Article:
Even as Vladimir Putin continues to talk about the Russian world and the importance of reuniting it after the demise of the Soviet Union, the number and share of ethnic Russians in all former Soviet republics and occupied Baltic countries have declined, in many cases precipitously, and with no sign that those trends are going to change. On the Svobodnaya Pressa portal, Moscow journalist Sergey Ryazanov provides a quick survey of this decline and some explanations for why it has been happening and why in many places Russian ethnic identity is now a much less important category than that of “Russian speakers” (svpressa.ru/politic/article/138693/). Central Asia
• Kazakhstan – In 1989, there were 6 million ethnic Russians who formed 37.4 percent of the population. Now, there are 3.6 million ethnic Russians who form 21 percent of the total. • Kyrgyzstan – In 1989, there were 916,600 ethnic Russians who formed 21.5 percent of the population.
Fighting continues to gradually intensify in eastern Ukraine. The Kremlin-backed militants are now using heavy weapons, including tanks, artillery and ferocious Grad rocket systems, sporadically. Moscow’s rationale behind this latest escalation is to achieve a frozen conflict by gradually sabotaging the execution of the Minsk II ceasefire agreement. Russian President Vladimir Putin likely realizes that his offensive in the Donbas has essentially stalled and that for now he cannot take more Ukrainian territory, not without sustaining heavy casualties among his regular military forces and triggering additional Western sanctions. And so it seems that, in order to achieve its long-term strategic goals, the Kremlin’s leadership is emphasizing alternative aspects of hybrid warfare.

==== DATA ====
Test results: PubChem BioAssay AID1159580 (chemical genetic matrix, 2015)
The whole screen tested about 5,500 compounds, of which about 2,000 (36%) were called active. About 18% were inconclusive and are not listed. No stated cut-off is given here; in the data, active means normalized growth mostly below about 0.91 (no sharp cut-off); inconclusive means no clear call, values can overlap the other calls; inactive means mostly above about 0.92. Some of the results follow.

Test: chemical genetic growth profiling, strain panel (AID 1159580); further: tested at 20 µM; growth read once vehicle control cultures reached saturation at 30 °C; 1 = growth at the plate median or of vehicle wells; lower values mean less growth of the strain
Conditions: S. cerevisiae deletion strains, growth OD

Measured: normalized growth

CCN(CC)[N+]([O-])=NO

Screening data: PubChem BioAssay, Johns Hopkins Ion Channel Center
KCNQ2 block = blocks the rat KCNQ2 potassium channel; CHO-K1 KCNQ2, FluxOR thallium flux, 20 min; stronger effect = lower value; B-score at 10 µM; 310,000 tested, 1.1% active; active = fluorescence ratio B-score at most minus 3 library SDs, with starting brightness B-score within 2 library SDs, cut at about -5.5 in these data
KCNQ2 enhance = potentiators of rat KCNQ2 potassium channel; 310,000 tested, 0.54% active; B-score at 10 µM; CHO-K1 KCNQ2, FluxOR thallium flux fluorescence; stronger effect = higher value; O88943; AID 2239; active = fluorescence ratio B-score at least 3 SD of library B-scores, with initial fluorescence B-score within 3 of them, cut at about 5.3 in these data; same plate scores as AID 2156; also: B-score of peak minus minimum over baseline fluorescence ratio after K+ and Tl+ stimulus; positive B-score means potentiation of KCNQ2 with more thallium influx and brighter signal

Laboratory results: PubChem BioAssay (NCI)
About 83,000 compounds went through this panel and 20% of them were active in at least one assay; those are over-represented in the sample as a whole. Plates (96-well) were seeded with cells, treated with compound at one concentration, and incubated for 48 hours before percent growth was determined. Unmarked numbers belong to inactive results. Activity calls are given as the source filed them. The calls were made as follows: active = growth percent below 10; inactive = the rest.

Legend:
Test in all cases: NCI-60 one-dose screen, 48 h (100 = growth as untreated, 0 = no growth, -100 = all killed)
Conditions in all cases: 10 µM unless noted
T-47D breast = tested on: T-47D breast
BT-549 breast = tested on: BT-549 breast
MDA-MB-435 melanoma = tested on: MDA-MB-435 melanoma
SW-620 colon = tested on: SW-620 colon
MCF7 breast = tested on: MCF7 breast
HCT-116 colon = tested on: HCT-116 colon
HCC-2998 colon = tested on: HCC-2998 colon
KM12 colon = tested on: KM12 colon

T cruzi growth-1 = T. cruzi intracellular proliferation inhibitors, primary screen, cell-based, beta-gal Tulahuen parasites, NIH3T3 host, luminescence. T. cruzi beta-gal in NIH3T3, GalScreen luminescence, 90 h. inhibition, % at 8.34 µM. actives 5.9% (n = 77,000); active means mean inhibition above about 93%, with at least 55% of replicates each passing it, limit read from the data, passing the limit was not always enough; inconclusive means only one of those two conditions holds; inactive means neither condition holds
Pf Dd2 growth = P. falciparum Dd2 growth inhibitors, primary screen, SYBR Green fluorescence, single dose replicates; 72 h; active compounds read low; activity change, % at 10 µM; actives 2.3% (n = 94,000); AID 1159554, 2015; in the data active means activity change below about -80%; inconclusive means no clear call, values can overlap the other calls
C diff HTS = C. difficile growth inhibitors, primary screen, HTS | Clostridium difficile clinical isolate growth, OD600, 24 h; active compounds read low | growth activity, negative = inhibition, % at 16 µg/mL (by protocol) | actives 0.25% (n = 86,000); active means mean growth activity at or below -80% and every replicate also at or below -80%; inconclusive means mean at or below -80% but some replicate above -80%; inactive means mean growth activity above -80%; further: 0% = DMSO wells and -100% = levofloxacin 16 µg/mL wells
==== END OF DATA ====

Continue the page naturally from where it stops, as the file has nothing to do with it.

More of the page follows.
The U.S. Embassy in Ukraine on December 12 released a transcript of Ambassador Geoffrey Pyatt’s interview with Myroslava Gongadze of Voice of America. The interview took place on November 13 in Kyiv and it aired on the program “Prime Time.” Following are excerpts of their discussion about the beginning of the Euro-Maidan. The interview also discusses Russia’s war in Ukraine, the Obama administration’s response to Russian aggression, the state of affairs in Ukraine today and what lies ahead. (A video of the full interview is available at: https://www.youtube.com/watch?v=NNH0ZRZeGGw.)
…when you came [to Ukraine], you were probably not expecting big turmoil. But you came, and it did [happen].
“Contextualizing the Holodomor: The Impact of Thirty Years of Ukrainian Famine Studies,” edited by Andrij Makuch and Frank E. Sysyn. Edmonton-Toronto: Canadian Institute of Ukrainian Studies Press, 2015. 126 pp. ISBN: 978-1-894865-33-2. $22.95
In 2013, the Holodomor Research and Education Consortium (HREC) of the Canadian Institute of Ukrainian Studies(CIUS) partnered with several institutions to organize a conference to examine what 30 years of scholarly work on the Holodomor, the Famine-Genocide of 1932-1933, has added to the understanding of Ukrainian history, Soviet history, communism and genocide studies.
“Black Earth: The Holocaust as History and Warning,” by Timothy Snyder, New York: Tim Duggan Books, 2015. 462 pp. ISBN: 978-1-101-90345-2. $30 (hardcover) $16.99 (paperback). Prof. Timothy Snyder, the Housum Professor of History at Yale University, this year released his ninth book – “Black Earth: The Holocaust as History and Warning.”
Based on new archival sources from Eastern Europe, Prof. Snyder examines the Holocaust in vast detail, describing Hitler’s worldview of the Jews and their planned extermination by the Nazis that began in the territories of the Soviet Union.